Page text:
Whoops! Make that “The Last Set of Knives…”
It’s that time again! So far we’ve covered 15 spelling keys in the Top Spelling Blunders series. Why? To help you strengthen your article writing skills by avoiding glaring errors that could lower your credibility!
Let’s kick off this next batch of the most common spelling blunders with this proofreading tip: Catch those pesky errors by changing your perspective or proofreading environment. Change your font, read from the bottom-up, change your screen size, etc. This will help you focus on areas of your writing that you may unknowingly skip over.
Without further ado, here are your next 5 spelling blunders to include in your proofreading checklist to strengthen your article writing skills.
Thier vs. Their
Remember that rule “I” before “E” except after “C”? When it comes to the word their, throw that rule right out the window. Their is the possessive form of they, which is used before a noun. It can also be used to replace his or her.
Example: Their home is just around the corner.
Example: John forgot his lunch. Susie forgot her lunch. They forgot their lunch.
Key: Their heir is on the weir.
Layed vs. Laid
Before the Grammar Police raid this post on the differences between lie, lay, and laid, let’s get this spelling blunder out of the way – “layed” is not a word. What this blunder is attempting to achieve is the past form of lay, which becomes laid.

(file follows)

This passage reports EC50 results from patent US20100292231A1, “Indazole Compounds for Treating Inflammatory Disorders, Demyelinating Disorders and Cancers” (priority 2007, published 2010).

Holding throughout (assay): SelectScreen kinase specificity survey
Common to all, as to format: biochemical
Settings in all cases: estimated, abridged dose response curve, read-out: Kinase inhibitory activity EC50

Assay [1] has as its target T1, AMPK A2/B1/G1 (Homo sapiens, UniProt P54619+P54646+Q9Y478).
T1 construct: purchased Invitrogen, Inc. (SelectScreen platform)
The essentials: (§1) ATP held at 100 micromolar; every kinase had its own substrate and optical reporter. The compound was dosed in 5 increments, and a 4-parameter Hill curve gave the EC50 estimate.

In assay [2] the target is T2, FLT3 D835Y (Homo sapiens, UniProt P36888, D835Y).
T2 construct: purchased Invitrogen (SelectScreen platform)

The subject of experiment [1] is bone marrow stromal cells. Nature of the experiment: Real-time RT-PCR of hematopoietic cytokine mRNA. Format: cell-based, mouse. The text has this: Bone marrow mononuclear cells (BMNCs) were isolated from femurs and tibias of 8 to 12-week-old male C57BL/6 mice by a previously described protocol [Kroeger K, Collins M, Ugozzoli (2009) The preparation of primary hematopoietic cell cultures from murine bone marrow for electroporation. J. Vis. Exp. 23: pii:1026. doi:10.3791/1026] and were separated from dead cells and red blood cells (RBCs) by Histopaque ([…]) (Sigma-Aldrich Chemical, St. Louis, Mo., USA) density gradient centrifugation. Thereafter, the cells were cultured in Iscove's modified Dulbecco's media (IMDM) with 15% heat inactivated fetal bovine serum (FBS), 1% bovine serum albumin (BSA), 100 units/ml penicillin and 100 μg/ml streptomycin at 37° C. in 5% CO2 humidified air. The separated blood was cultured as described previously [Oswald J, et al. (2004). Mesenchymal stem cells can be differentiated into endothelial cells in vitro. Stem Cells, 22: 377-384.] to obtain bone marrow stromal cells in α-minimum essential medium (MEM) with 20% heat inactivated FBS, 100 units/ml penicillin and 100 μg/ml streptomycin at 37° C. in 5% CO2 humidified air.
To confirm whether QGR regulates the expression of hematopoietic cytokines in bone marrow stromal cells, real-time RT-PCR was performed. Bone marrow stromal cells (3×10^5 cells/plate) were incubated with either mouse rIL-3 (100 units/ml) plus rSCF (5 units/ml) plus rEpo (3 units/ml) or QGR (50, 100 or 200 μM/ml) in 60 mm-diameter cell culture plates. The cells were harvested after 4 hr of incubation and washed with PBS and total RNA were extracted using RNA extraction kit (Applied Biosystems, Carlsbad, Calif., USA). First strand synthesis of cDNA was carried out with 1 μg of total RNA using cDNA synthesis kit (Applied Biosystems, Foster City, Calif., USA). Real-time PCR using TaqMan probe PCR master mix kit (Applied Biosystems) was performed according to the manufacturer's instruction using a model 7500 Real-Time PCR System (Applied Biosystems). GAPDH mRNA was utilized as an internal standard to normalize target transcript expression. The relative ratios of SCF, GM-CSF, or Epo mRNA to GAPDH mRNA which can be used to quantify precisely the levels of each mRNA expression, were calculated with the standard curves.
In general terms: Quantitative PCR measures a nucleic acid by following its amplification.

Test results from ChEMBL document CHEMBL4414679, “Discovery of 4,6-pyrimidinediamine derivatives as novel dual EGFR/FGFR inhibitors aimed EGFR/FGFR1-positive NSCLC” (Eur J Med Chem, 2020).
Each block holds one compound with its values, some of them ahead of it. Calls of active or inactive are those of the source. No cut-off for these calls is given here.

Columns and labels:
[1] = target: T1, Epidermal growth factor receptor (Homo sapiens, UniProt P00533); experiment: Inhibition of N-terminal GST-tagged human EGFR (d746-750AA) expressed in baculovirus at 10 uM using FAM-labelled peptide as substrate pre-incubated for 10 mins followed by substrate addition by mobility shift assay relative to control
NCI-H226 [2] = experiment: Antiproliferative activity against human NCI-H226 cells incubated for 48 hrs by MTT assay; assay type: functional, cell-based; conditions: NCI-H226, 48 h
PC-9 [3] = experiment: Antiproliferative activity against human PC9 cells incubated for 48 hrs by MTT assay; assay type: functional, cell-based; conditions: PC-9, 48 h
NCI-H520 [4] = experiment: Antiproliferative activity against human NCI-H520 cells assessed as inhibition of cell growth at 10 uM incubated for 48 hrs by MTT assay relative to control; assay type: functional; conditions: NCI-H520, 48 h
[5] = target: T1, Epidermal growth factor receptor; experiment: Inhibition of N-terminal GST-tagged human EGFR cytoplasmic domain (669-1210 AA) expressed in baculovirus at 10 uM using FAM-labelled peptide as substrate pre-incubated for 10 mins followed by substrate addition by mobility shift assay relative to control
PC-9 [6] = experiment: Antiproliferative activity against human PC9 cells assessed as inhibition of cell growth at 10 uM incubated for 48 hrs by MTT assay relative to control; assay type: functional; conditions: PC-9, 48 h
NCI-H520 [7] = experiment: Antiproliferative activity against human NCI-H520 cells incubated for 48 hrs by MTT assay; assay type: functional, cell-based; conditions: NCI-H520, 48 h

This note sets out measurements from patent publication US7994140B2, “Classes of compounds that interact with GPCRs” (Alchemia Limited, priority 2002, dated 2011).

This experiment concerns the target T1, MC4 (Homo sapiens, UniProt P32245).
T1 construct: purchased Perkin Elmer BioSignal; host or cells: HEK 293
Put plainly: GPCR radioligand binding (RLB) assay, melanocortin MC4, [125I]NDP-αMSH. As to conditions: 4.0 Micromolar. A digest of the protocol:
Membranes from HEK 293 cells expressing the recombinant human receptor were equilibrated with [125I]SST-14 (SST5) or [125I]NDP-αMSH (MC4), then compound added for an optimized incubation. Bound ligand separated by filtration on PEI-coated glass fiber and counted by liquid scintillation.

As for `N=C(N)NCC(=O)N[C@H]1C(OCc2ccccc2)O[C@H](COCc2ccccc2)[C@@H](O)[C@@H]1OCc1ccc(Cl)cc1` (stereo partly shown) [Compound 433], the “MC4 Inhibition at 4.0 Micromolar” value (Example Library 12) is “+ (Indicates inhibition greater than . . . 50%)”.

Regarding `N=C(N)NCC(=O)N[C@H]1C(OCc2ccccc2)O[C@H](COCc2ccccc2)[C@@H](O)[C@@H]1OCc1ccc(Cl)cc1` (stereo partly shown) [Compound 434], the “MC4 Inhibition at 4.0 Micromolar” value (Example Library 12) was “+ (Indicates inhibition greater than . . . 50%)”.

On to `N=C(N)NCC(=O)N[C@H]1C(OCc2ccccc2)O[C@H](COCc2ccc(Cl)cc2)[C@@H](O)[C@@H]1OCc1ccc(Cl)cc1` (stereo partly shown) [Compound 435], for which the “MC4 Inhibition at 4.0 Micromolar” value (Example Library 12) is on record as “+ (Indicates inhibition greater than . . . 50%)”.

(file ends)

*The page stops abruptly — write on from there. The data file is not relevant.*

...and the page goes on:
Example: The police told him to lay down his weapon, so Jack laid down his pen.
Key: Like the words paid (not “payed”) and said (not “sayed”), it’s laid (not “layed”).
Special Note: Don’t worry, we’ll earmark this one for a later date to discuss Lie vs. Lay vs. Laid.
Knifes vs. Knives
Most of the time, common nouns ending in “f” or “fe” are made into the plural form by adding an “s” to the end of the word (this is always true for proper nouns or names given to specific persons, places, or things). Irregular nouns ending in “f” or “fe” (e.g. knife) are made plural by changing the “f” to “ves” (e.g. knives). This is one of those weird English language rules you will want to reference from time-to-time until you are sure.
Example: This is the last set of knives you will ever need to buy!
Key: Thieves hide knives up their sleeves.
Aswell vs. As Well
The phrase as well (in addition; as much) does not form a compound. Similar to the word “every time”, the phrase “as well” should always be a phrase (i.e. two words separated by a space because they just don’t get along).
Example: Although I don’t like tacos as well as I once did, I will have the tacos as well.
Key: I’ll take a space as well.
Targetted vs. Targeted
Why should “targetted” be targeted? The confusion is caused by past tense words ending in ed that may require an additional letter, such as occur and occurred or permit and permitted. Instead of getting up on my linguistic soapbox and going into stressed vs. unstressed vowels, let’s chalk this one up to one of the silly rules of the English language best served by memory and a dictionary.
Example: They targeted their missiles at the incoming asteroid.
Key: Ted targeted the target with one “T”.
The robots’ knives may not have targeted the balloon as well as their lasers, but they laid down on the grass before we could discover other balloon bursting weapons!
Due to popular demand, we will be postponing our Top Spelling Blunders series over the next few weeks to uncover common grammatical errors. Keep an eye out for more of our spelling and grammar keys to ensure your articles are error free. Doing so will increase your credibility and drive more traffic to your blog or website!
Did you miss our last edition of Top Spelling Blunders? Check it out here!